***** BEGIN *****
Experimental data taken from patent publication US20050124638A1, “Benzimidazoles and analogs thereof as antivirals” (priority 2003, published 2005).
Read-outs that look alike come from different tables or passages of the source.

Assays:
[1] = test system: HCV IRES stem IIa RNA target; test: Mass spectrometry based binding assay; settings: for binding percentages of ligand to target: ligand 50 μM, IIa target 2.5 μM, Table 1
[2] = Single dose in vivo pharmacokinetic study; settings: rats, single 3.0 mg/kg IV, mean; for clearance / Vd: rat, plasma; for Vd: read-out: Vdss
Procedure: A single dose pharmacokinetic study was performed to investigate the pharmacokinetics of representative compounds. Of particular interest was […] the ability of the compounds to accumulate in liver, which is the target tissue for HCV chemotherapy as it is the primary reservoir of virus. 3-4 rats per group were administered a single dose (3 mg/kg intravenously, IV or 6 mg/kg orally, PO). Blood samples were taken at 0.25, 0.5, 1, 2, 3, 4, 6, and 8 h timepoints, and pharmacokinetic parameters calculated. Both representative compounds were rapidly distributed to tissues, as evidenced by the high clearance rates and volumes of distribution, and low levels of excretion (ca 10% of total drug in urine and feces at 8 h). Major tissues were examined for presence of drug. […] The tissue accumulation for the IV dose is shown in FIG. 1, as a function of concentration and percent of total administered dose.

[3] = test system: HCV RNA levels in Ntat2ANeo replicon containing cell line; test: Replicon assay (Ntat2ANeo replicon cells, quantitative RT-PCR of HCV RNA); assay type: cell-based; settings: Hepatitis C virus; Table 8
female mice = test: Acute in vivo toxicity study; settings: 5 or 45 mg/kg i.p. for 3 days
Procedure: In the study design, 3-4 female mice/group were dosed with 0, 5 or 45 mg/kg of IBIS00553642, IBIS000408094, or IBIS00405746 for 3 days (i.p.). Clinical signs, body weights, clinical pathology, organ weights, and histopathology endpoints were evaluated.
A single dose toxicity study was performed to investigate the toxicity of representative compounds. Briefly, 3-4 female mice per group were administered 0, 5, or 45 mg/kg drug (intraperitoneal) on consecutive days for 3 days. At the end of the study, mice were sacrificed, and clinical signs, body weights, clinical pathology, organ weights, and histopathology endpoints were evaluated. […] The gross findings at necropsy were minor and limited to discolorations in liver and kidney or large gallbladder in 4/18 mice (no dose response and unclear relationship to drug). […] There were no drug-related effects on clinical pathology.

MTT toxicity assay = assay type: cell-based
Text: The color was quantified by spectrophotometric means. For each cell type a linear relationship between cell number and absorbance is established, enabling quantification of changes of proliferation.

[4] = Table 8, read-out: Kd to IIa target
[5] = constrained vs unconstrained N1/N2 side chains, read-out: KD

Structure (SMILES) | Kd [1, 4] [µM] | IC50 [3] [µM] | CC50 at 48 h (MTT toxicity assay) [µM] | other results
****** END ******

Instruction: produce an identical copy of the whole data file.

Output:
Experimental data taken from patent publication US20050124638A1, “Benzimidazoles and analogs thereof as antivirals” (priority 2003, published 2005).
Read-outs that look alike come from different tables or passages of the source.

Assays:
[1] = test system: HCV IRES stem IIa RNA target; test: Mass spectrometry based binding assay; settings: for binding percentages of ligand to target: ligand 50 μM, IIa target 2.5 μM, Table 1
[2] = Single dose in vivo pharmacokinetic study; settings: rats, single 3.0 mg/kg IV, mean; for clearance / Vd: rat, plasma; for Vd: read-out: Vdss
Procedure: A single dose pharmacokinetic study was performed to investigate the pharmacokinetics of representative compounds. Of particular interest was […] the ability of the compounds to accumulate in liver, which is the target tissue for HCV chemotherapy as it is the primary reservoir of virus. 3-4 rats per group were administered a single dose (3 mg/kg intravenously, IV or 6 mg/kg orally, PO). Blood samples were taken at 0.25, 0.5, 1, 2, 3, 4, 6, and 8 h timepoints, and pharmacokinetic parameters calculated. Both representative compounds were rapidly distributed to tissues, as evidenced by the high clearance rates and volumes of distribution, and low levels of excretion (ca 10% of total drug in urine and feces at 8 h). Major tissues were examined for presence of drug. […] The tissue accumulation for the IV dose is shown in FIG. 1, as a function of concentration and percent of total administered dose.

[3] = test system: HCV RNA levels in Ntat2ANeo replicon containing cell line; test: Replicon assay (Ntat2ANeo replicon cells, quantitative RT-PCR of HCV RNA); assay type: cell-based; settings: Hepatitis C virus; Table 8
female mice = test: Acute in vivo toxicity study; settings: 5 or 45 mg/kg i.p. for 3 days
Procedure: In the study design, 3-4 female mice/group were dosed with 0, 5 or 45 mg/kg of IBIS00553642, IBIS000408094, or IBIS00405746 for 3 days (i.p.). Clinical signs, body weights, clinical pathology, organ weights, and histopathology endpoints were evaluated.
A single dose toxicity study was performed to investigate the toxicity of representative compounds. Briefly, 3-4 female mice per group were administered 0, 5, or 45 mg/kg drug (intraperitoneal) on consecutive days for 3 days. At the end of the study, mice were sacrificed, and clinical signs, body weights, clinical pathology, organ weights, and histopathology endpoints were evaluated. […] The gross findings at necropsy were minor and limited to discolorations in liver and kidney or large gallbladder in 4/18 mice (no dose response and unclear relationship to drug). […] There were no drug-related effects on clinical pathology.

MTT toxicity assay = assay type: cell-based
Text: The color was quantified by spectrophotometric means. For each cell type a linear relationship between cell number and absorbance is established, enabling quantification of changes of proliferation.

[4] = Table 8, read-out: Kd to IIa target
[5] = constrained vs unconstrained N1/N2 side chains, read-out: KD

Structure (SMILES) | Kd [1, 4] [µM] | IC50 [3] [µM] | CC50 at 48 h (MTT toxicity assay) [µM] | other results